People die in WA jails
A new report from Columbia Legal Services found that 210 people died in Washington state jails between 2005 and 2016, most within just days of booking.
A review of files from records from the 59 county, local and joint-jurisdictional jails found that the ages of death ranged from 18 to 82. The average age of death was 40.
More than 72 percent of deaths occurred within 14 days of incarceration, most within the first week they were in jail.
According to the report, the majority of early deaths involved alcohol, drugs or suicide. Those categories made up 85 percent of deaths that took place within 72 hours of incarceration.
By far, most died of suicide. One-third of deaths of women, or 15 females, killed themselves. Seventy-two men killed themselves while in jail, making up 45 percent of all male deaths.
Withdrawal, trauma and potential mental illness make jails high-risk environments for suicide. Even so, only 20 percent of jails have written policies that deal with the important components of suicide, according to the report.
Hundreds of protesters gathered outside City Hall on May 21 to protest the rise of anti-abortion bills being passed by state legislatures.
In recent weeks, Ohio, Mississippi, Georgia, Utah, Missouri, Kentucky, Arkansas, Georgia and Alabama have passed increasingly restrictive bans on abortion. Many are so-called “heartbeat bans,” meaning women could not get an abortion after a heartbeat was detectable at roughly six weeks.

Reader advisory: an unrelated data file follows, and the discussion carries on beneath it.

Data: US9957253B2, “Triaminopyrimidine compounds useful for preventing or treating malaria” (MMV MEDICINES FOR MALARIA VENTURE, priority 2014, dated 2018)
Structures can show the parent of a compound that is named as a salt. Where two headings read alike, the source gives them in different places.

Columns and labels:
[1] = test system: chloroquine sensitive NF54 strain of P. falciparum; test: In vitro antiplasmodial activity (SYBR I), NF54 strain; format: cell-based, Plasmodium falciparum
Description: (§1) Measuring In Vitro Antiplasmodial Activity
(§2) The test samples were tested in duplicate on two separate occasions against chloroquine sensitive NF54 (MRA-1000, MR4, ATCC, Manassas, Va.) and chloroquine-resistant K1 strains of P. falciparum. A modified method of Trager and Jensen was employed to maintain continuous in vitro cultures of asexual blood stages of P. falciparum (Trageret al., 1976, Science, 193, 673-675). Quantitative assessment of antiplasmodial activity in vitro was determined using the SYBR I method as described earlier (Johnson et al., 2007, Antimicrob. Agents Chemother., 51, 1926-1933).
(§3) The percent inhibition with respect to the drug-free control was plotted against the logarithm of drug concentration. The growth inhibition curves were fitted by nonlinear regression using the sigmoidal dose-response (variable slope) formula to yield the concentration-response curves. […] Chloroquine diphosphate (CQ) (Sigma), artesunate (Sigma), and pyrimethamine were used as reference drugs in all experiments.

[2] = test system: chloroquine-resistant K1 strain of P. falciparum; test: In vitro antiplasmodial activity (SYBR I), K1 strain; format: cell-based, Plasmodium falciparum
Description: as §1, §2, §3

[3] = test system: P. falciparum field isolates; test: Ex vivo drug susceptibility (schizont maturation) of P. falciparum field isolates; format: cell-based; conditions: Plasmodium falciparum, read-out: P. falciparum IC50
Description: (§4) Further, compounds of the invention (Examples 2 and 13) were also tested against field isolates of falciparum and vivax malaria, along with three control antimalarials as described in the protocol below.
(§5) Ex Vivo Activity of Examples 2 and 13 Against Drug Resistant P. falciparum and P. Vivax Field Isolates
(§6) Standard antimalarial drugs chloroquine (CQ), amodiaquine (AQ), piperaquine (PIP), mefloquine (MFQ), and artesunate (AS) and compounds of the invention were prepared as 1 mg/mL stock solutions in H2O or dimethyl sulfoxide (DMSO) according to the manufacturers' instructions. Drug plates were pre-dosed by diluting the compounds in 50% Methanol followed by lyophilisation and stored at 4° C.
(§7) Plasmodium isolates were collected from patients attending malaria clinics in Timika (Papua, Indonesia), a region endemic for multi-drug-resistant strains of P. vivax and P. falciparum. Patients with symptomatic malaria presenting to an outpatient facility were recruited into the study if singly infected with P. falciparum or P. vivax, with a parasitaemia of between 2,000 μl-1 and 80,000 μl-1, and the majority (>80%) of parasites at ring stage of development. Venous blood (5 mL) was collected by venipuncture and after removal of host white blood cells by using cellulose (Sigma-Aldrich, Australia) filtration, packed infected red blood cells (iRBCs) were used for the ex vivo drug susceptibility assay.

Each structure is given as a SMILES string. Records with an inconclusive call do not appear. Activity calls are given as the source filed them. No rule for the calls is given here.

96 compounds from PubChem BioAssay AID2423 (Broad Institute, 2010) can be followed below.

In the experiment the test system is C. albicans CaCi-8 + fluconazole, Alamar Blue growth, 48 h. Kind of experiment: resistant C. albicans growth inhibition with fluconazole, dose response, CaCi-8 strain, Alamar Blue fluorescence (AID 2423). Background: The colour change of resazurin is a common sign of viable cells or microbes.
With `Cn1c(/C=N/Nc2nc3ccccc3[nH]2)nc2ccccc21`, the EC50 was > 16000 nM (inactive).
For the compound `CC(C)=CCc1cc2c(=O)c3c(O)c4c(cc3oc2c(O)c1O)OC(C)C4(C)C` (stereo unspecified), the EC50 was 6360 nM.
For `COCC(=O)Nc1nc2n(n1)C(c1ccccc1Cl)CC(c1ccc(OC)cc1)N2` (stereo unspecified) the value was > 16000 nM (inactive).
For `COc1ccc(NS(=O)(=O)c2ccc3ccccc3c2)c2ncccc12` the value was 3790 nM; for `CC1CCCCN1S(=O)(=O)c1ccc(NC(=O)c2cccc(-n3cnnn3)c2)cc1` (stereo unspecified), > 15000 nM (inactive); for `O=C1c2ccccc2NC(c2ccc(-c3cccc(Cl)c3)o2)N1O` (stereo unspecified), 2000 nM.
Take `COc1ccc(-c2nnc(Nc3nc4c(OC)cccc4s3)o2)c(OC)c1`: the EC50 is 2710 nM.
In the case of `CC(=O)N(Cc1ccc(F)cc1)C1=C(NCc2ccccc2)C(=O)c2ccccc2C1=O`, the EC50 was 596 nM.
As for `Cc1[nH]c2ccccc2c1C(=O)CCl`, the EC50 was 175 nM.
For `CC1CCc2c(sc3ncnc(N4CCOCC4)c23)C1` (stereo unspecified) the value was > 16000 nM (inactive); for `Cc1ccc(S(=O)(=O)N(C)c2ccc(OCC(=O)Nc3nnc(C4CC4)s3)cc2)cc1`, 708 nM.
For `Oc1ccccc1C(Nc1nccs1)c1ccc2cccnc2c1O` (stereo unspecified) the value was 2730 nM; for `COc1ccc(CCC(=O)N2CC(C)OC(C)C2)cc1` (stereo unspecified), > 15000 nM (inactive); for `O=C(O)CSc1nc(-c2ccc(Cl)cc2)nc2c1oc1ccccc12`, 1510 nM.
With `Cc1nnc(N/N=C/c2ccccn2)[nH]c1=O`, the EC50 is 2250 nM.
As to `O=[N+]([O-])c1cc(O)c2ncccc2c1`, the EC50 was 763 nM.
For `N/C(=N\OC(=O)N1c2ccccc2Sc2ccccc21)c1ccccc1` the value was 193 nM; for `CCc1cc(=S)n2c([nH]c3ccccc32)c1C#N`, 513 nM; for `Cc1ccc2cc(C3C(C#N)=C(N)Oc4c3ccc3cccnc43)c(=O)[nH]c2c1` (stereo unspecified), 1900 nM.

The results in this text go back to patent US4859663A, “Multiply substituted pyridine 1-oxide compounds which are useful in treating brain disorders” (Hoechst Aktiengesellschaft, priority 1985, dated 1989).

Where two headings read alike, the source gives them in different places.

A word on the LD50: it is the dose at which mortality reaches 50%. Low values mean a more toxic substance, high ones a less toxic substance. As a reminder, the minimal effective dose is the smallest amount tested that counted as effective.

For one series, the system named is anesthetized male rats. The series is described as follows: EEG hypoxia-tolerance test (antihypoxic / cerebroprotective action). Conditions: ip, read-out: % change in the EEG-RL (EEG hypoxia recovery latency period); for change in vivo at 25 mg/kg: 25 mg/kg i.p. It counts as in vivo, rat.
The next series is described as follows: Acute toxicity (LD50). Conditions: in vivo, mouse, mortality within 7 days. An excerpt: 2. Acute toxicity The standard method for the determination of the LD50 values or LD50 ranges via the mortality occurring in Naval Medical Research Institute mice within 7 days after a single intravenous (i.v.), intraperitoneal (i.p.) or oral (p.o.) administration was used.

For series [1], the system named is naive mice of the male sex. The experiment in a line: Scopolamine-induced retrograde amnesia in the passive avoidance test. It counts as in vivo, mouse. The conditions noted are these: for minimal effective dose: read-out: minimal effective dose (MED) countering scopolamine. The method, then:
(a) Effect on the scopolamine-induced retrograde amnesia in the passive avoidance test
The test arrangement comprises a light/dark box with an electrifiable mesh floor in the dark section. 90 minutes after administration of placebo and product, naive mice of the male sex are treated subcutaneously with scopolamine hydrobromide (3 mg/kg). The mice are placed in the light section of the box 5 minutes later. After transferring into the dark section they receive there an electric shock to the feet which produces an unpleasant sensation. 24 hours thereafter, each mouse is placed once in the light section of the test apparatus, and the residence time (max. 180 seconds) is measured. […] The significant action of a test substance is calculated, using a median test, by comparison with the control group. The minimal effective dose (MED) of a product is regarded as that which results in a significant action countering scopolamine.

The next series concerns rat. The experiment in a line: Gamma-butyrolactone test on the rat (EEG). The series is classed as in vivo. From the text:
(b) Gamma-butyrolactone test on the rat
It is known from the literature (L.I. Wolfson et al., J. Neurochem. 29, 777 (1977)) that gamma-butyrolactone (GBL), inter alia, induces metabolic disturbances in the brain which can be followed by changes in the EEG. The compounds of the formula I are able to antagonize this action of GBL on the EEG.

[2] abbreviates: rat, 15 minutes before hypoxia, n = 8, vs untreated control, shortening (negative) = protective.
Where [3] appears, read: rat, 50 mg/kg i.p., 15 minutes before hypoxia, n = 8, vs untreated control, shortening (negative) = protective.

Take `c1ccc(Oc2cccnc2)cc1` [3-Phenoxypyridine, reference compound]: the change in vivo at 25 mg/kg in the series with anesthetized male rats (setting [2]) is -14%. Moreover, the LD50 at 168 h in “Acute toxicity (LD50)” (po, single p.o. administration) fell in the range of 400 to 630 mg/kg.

That is before most women even know they are pregnant.
Alabama went a step further, banning all abortions after a woman knows she is pregnant — something of a catch-22 — and punishing doctors who perform abortions with up to 99 years in jail. The law makes no exception for rape or incest, which means that if a woman got an abortion after such an event, her doctor could go to jail longer than her assailant.
Alabama’s law was specifically drafted to go to the Supreme Court. Justice Anthony Kennedy was a staunch defender of abortion rights, but activists are less convinced of the politics of his successor, Justice Brett Kavanaugh. The newest justice is most famous for his predilection for beer and angry outbursts in front of Congress.
The Trump administration has opened an all-out assault on transgender rights, floating changes to federal policy that would allow discrimination in homeless shelters and at the doctor’s office.
The rules are not yet final, but would allow shelter providers to deny access to transgender people to single-sex and sex-segregated shelters.
Ashley Archibald is a Staff Reporter covering local government, policy and equity. Have a story idea? She can be can reached at ashleya (at) realchangenews (dot) org. Follow Ashley on Twitter @AshleyA_RC
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